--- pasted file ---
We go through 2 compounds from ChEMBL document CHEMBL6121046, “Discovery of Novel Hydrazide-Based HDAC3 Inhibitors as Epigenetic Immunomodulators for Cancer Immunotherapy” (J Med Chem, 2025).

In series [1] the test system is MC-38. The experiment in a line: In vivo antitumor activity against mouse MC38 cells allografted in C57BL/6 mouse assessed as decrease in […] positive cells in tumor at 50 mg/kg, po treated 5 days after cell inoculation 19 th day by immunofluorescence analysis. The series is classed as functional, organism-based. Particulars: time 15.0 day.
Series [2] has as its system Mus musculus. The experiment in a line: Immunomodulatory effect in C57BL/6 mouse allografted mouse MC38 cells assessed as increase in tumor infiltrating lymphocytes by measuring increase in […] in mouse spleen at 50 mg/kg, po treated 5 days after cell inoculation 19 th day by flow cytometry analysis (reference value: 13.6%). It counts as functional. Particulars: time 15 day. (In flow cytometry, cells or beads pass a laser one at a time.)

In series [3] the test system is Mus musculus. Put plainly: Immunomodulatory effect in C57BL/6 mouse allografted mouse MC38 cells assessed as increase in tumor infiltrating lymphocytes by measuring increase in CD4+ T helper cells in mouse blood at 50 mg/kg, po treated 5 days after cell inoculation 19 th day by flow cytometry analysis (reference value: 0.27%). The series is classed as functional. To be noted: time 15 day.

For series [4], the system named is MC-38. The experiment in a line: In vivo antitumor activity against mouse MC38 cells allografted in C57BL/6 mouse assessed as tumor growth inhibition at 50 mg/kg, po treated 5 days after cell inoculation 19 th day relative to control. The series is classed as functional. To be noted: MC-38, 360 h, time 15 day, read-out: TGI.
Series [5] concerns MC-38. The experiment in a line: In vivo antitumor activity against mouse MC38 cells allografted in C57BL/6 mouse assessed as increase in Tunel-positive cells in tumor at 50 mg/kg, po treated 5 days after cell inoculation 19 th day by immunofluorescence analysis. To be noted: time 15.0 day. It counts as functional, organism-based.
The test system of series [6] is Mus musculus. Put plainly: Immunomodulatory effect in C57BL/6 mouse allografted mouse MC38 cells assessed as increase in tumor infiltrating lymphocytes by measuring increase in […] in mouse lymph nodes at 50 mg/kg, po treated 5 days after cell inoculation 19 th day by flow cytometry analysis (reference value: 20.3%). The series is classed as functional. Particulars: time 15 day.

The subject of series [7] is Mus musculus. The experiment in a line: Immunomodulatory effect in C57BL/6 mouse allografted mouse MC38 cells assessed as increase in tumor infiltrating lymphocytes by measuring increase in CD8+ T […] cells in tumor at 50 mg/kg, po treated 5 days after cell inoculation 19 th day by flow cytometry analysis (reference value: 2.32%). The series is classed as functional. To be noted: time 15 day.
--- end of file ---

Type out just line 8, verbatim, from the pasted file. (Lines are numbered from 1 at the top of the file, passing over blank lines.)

The subject of series [7] is Mus musculus. The experiment in a line: Immunomodulatory effect in C57BL/6 mouse allografted mouse MC38 cells assessed as increase in tumor infiltrating lymphocytes by measuring increase in CD8+ T […] cells in tumor at 50 mg/kg, po treated 5 days after cell inoculation 19 th day by flow cytometry analysis (reference value: 2.32%). The series is classed as functional. To be noted: time 15 day.